Over the next 20 years, he worked his way up the BBC hierarchy becoming, in 1965, the first controller of BBC2 where he commissioned an extraordinary variety of programmes, from cultural classics such as Kenneth Clark's Civilisation and Jacob Bronowski's The Ascent of Man, through iconic comedy by Peter Cook and Dudley Moore and The Likely Lads, to Match of the Day and televised snooker. He was promoted to director of BBC TV. But in 1972, just as he was being widely tipped to be the next director general, he quit to return to programme-making.

His big brother had made his own transition. While never entirely abandoning acting, Richard moved first into production with the 1961 classic Whistle Down the Wind and then, in 1969, he made his first film as director, Oh! What a Lovely War. It launched a career whose highlights include Young Winston (1972), A Bridge Too Far (1977), Gandhi (1982), A Chorus Line (1985) and Cry Freedom (1987). Ghandi earned him an Oscar as best director.

David launched himself into pioneering an new style of nature programme, writing and presenting nine major series. For eight years he narrated BBC 1's half-hour nature series Wildlife on One. His 13-part 1979 series Life on Earth was seen by 500 million people worldwide. It set a pattern for what was to follow: The Living Planet, Lost Worlds, Vanished Lives, The Private Life of Plants, The Lost Gods of Easter Island, The Song of the Earth and The Blue Planet.

In 2006, Planet Earth was the first natural history series to be made in high-definition format. The series produced some of TV's defining moments, such as the mountain gorillas who joined David as he was filming in the jungle and began ruffling his hair, clambering over him and untying his shoes, like children playing.

But there was something else their apparently different careers had in common. Richard Attenborough put his finger on the root of it recently. "My parents were radicals," he wrote. "In the late 1930s, my father chaired a committee devoted to bringing Jewish refugees out of Hitler's Germany. In most of the cases, it meant housing them for a few days while their papers were put in order to go to relatives in the United States or Canada.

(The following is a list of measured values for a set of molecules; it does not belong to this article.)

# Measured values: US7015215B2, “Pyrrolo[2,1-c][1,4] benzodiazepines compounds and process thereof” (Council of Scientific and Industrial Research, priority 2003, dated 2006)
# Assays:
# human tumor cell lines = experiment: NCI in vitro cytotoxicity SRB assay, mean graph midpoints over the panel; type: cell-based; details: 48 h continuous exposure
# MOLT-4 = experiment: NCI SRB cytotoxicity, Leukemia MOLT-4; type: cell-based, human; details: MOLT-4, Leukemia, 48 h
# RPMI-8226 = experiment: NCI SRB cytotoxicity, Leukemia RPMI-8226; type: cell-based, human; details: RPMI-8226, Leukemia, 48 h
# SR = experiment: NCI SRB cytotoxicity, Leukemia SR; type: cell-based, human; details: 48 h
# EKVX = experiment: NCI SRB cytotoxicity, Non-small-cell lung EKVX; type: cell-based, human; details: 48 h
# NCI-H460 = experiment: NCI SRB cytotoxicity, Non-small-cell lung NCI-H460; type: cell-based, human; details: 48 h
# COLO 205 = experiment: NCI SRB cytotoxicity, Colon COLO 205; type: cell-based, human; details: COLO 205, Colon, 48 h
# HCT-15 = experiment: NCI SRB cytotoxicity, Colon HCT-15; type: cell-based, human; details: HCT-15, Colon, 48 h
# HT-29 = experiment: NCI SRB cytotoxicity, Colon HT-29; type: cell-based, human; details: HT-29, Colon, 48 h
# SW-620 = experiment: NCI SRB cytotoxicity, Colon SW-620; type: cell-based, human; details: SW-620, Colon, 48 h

"One day my mother went up to London to fetch two German girls, Irene, aged 12, and Helga, nine. But while they were with us, war broke out, ending all transport to America."

He and David and Johnny came back from school one day and were told to see their parents in their father's study. "My father explained that Irene and Helga were stranded and there was nowhere for them to go. Their mother was in a concentration camp, and their father likely to be."

The boys' parents wanted to ask their children whether they would agree to adopt the girls. It would strain the family finances and holidays and other treats would have to be reduced. "My parents said, 'This is what we would like, but we won't do it without the agreement of you boys, because they are going to become your sisters'."

Compassion, their parents taught them, was not a theory. "From the age of 14 on, I have always believed that no man can live as an island. I know that in the movies I direct, I want to make a cry for compassion and a plea for tolerance.

"I suppose the most obvious example is Cry Freedom, an anti-apartheid movie about South Africa. If I had not had the beginning I did, if I had not known Irene and Helga, I doubt that I would have had the passion and the determination to demonstrate these feelings through my work."

There is a high moral intuition at the core of David's vision too. In his early years, he was criticised by some environmentalists who claimed he gave a false picture of idyllic wilderness and minimised the threat posed to it by rapacious humans. But as the years have passed, a sense of judgement and of indignation has encroached.